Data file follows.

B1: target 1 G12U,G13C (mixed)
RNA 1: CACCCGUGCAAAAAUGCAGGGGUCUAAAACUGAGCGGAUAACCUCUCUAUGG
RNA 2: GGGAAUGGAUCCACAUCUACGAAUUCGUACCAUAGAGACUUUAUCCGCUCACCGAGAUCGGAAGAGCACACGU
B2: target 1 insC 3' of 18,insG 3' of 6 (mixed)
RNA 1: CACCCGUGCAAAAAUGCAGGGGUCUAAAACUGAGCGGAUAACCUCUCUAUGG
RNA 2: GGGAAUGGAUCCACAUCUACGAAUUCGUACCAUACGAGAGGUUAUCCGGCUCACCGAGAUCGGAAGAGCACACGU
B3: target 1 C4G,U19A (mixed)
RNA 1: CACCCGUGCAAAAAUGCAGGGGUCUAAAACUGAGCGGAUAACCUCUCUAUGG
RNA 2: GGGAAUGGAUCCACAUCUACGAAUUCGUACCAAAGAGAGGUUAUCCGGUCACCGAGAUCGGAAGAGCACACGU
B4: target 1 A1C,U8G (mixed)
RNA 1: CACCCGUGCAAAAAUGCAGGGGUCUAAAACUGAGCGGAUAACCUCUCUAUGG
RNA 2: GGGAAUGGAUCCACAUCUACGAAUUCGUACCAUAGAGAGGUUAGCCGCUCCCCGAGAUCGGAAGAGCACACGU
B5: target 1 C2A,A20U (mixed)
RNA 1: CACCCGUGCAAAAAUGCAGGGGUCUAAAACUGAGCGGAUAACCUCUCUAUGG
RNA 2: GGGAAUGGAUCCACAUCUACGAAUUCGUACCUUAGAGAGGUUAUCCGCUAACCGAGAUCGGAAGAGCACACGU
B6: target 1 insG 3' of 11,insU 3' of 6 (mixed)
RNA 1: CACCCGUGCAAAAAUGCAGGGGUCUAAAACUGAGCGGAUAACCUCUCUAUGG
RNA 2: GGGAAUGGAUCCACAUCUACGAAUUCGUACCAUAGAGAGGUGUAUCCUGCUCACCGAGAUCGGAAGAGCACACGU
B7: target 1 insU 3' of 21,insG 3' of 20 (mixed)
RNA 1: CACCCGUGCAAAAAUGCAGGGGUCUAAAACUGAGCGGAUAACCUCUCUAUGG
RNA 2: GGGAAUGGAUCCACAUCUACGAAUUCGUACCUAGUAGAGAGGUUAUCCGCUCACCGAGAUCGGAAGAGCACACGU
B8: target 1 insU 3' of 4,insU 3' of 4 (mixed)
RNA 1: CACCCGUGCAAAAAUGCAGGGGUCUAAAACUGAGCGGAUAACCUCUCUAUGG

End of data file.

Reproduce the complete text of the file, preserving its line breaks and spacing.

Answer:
B1: target 1 G12U,G13C (mixed)
RNA 1: CACCCGUGCAAAAAUGCAGGGGUCUAAAACUGAGCGGAUAACCUCUCUAUGG
RNA 2: GGGAAUGGAUCCACAUCUACGAAUUCGUACCAUAGAGACUUUAUCCGCUCACCGAGAUCGGAAGAGCACACGU
B2: target 1 insC 3' of 18,insG 3' of 6 (mixed)
RNA 1: CACCCGUGCAAAAAUGCAGGGGUCUAAAACUGAGCGGAUAACCUCUCUAUGG
RNA 2: GGGAAUGGAUCCACAUCUACGAAUUCGUACCAUACGAGAGGUUAUCCGGCUCACCGAGAUCGGAAGAGCACACGU
B3: target 1 C4G,U19A (mixed)
RNA 1: CACCCGUGCAAAAAUGCAGGGGUCUAAAACUGAGCGGAUAACCUCUCUAUGG
RNA 2: GGGAAUGGAUCCACAUCUACGAAUUCGUACCAAAGAGAGGUUAUCCGGUCACCGAGAUCGGAAGAGCACACGU
B4: target 1 A1C,U8G (mixed)
RNA 1: CACCCGUGCAAAAAUGCAGGGGUCUAAAACUGAGCGGAUAACCUCUCUAUGG
RNA 2: GGGAAUGGAUCCACAUCUACGAAUUCGUACCAUAGAGAGGUUAGCCGCUCCCCGAGAUCGGAAGAGCACACGU
B5: target 1 C2A,A20U (mixed)
RNA 1: CACCCGUGCAAAAAUGCAGGGGUCUAAAACUGAGCGGAUAACCUCUCUAUGG
RNA 2: GGGAAUGGAUCCACAUCUACGAAUUCGUACCUUAGAGAGGUUAUCCGCUAACCGAGAUCGGAAGAGCACACGU
B6: target 1 insG 3' of 11,insU 3' of 6 (mixed)
RNA 1: CACCCGUGCAAAAAUGCAGGGGUCUAAAACUGAGCGGAUAACCUCUCUAUGG
RNA 2: GGGAAUGGAUCCACAUCUACGAAUUCGUACCAUAGAGAGGUGUAUCCUGCUCACCGAGAUCGGAAGAGCACACGU
B7: target 1 insU 3' of 21,insG 3' of 20 (mixed)
RNA 1: CACCCGUGCAAAAAUGCAGGGGUCUAAAACUGAGCGGAUAACCUCUCUAUGG
RNA 2: GGGAAUGGAUCCACAUCUACGAAUUCGUACCUAGUAGAGAGGUUAUCCGCUCACCGAGAUCGGAAGAGCACACGU
B8: target 1 insU 3' of 4,insU 3' of 4 (mixed)
RNA 1: CACCCGUGCAAAAAUGCAGGGGUCUAAAACUGAGCGGAUAACCUCUCUAUGG